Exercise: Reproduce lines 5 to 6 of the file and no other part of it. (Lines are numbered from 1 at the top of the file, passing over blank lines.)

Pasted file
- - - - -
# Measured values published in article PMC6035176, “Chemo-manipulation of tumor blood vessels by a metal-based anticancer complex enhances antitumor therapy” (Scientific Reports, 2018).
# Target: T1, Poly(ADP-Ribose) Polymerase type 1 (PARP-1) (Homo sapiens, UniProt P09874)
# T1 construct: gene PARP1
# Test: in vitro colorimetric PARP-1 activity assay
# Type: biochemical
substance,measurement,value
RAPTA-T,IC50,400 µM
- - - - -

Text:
# Type: biochemical
substance,measurement,value